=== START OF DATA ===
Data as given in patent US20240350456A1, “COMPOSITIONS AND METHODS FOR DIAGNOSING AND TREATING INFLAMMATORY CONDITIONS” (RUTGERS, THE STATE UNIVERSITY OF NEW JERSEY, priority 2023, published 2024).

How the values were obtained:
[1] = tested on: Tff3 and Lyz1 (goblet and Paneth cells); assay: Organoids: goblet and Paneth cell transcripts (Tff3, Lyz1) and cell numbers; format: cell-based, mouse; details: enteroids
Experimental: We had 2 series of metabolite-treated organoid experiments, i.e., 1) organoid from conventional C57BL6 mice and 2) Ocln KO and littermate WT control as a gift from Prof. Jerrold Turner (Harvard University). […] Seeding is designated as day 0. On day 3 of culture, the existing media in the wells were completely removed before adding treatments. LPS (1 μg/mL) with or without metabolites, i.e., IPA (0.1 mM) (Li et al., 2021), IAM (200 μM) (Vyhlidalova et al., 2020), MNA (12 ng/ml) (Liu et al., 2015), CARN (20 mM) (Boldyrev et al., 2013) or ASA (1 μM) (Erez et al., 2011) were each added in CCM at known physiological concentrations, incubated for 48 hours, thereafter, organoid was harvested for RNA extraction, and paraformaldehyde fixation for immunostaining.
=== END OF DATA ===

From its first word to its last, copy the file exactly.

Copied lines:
Data as given in patent US20240350456A1, “COMPOSITIONS AND METHODS FOR DIAGNOSING AND TREATING INFLAMMATORY CONDITIONS” (RUTGERS, THE STATE UNIVERSITY OF NEW JERSEY, priority 2023, published 2024).

How the values were obtained:
[1] = tested on: Tff3 and Lyz1 (goblet and Paneth cells); assay: Organoids: goblet and Paneth cell transcripts (Tff3, Lyz1) and cell numbers; format: cell-based, mouse; details: enteroids
Experimental: We had 2 series of metabolite-treated organoid experiments, i.e., 1) organoid from conventional C57BL6 mice and 2) Ocln KO and littermate WT control as a gift from Prof. Jerrold Turner (Harvard University). […] Seeding is designated as day 0. On day 3 of culture, the existing media in the wells were completely removed before adding treatments. LPS (1 μg/mL) with or without metabolites, i.e., IPA (0.1 mM) (Li et al., 2021), IAM (200 μM) (Vyhlidalova et al., 2020), MNA (12 ng/ml) (Liu et al., 2015), CARN (20 mM) (Boldyrev et al., 2013) or ASA (1 μM) (Erez et al., 2011) were each added in CCM at known physiological concentrations, incubated for 48 hours, thereafter, organoid was harvested for RNA extraction, and paraformaldehyde fixation for immunostaining.